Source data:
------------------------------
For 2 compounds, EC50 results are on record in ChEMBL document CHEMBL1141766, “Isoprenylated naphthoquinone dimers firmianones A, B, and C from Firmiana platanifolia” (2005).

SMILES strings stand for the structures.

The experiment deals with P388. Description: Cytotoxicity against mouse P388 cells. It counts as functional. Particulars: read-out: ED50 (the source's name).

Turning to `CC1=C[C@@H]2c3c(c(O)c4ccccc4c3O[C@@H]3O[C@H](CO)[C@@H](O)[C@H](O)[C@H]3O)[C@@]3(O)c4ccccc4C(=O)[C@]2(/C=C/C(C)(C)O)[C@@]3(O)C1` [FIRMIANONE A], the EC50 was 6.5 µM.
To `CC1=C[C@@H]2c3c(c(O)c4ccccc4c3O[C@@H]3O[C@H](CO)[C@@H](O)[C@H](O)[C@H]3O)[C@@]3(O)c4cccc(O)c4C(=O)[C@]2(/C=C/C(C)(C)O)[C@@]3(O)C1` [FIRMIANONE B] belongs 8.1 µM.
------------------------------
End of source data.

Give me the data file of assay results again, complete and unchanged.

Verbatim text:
For 2 compounds, EC50 results are on record in ChEMBL document CHEMBL1141766, “Isoprenylated naphthoquinone dimers firmianones A, B, and C from Firmiana platanifolia” (2005).

SMILES strings stand for the structures.

The experiment deals with P388. Description: Cytotoxicity against mouse P388 cells. It counts as functional. Particulars: read-out: ED50 (the source's name).

Turning to `CC1=C[C@@H]2c3c(c(O)c4ccccc4c3O[C@@H]3O[C@H](CO)[C@@H](O)[C@H](O)[C@H]3O)[C@@]3(O)c4ccccc4C(=O)[C@]2(/C=C/C(C)(C)O)[C@@]3(O)C1` [FIRMIANONE A], the EC50 was 6.5 µM.
To `CC1=C[C@@H]2c3c(c(O)c4ccccc4c3O[C@@H]3O[C@H](CO)[C@@H](O)[C@H](O)[C@H]3O)[C@@]3(O)c4cccc(O)c4C(=O)[C@]2(/C=C/C(C)(C)O)[C@@]3(O)C1` [FIRMIANONE B] belongs 8.1 µM.